Evaluation of Example 3: Osteoarthritis and Joint Pain


”The symptoms of joint pain, however, correlate poorly with X-ray evidence of OA [Osteoarthritis]. The reason behind this remains unclear, but it is likely that the pathological changes associated with joint OA and the symptoms of joint pain are not always visible on radiological imaging. The prevalence of joint pain is therefore likely to be far higher than the prevalence of radiographic evidence of OA.“

Chin Teck Ng and Maw Pin Tan, “Osteoarthritis and Falls in the Older Person,” Age and Ageing 42 no. 5 (Sept. 2013), 562.


No fallacy present. Although, at first glance, the the conclusion might seem to be contained in a premise, the conclusion is the result of a deductive inference. The premises' subjects include the evidence and pain of joint osteoarthritis and the conclusion's subject is just the pain of joint osteoarthritis. The two-step argument in question can be translated as follows:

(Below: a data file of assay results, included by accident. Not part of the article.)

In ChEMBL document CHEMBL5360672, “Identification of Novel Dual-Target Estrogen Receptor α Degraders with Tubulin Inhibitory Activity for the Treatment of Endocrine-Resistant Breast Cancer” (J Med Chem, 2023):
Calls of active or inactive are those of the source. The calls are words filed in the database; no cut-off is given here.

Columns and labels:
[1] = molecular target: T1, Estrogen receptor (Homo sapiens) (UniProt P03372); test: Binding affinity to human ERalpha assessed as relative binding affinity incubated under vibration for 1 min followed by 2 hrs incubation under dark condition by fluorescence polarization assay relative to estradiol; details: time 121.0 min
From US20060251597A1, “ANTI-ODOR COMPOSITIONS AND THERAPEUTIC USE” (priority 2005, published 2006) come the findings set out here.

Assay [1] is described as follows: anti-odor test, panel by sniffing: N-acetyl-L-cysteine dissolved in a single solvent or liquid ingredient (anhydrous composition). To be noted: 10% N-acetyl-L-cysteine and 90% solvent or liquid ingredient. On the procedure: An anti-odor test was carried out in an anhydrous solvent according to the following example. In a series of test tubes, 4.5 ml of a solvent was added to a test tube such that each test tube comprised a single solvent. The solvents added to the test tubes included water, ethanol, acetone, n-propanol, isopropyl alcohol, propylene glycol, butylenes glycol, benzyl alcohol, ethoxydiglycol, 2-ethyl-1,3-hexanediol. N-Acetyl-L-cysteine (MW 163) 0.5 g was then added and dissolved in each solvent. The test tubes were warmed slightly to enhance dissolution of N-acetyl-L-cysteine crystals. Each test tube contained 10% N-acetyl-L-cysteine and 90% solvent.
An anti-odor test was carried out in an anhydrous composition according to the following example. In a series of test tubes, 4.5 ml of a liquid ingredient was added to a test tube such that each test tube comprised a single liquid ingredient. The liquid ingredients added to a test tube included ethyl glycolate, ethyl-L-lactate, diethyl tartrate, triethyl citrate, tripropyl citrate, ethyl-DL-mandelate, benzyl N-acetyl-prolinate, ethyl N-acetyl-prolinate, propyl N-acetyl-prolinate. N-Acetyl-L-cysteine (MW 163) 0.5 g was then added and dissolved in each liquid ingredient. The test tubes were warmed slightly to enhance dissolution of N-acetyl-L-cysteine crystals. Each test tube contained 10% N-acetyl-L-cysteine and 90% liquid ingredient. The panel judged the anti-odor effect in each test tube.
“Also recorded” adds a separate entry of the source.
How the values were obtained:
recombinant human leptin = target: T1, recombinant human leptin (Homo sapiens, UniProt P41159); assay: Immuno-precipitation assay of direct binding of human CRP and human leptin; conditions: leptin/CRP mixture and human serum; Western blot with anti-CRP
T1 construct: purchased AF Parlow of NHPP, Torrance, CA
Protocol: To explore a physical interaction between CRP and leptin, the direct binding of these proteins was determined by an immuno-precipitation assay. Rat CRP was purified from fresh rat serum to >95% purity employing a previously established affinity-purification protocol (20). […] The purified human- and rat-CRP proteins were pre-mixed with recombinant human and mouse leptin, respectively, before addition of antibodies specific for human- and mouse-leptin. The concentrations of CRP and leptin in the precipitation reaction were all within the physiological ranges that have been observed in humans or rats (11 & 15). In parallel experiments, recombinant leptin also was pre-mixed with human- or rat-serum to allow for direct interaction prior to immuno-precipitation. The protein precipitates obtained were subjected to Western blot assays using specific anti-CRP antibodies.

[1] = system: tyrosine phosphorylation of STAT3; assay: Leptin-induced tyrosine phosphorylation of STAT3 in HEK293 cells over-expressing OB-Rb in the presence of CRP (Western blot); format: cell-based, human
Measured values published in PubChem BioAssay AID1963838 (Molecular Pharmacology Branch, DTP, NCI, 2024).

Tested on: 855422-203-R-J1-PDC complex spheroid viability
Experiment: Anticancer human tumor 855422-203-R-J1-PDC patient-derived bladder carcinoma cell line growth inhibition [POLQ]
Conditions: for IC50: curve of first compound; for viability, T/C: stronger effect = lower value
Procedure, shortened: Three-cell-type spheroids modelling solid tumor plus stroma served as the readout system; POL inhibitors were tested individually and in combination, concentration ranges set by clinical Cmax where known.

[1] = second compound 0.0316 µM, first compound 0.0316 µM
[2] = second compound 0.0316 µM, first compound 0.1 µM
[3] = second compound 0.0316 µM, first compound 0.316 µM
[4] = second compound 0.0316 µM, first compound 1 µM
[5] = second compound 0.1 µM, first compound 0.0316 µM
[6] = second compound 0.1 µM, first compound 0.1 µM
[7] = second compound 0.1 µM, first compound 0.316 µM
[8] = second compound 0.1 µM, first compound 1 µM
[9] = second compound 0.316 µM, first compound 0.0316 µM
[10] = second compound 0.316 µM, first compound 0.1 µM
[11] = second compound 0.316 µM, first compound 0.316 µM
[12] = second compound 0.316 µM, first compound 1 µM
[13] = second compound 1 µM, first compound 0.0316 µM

Osteoarthritis joint changes are not always evident on X-rays.
Thus, joint pain is likely to be more than X-ray evidence shows.
Therefore, joint pain correlates poorly with X-ray evidence..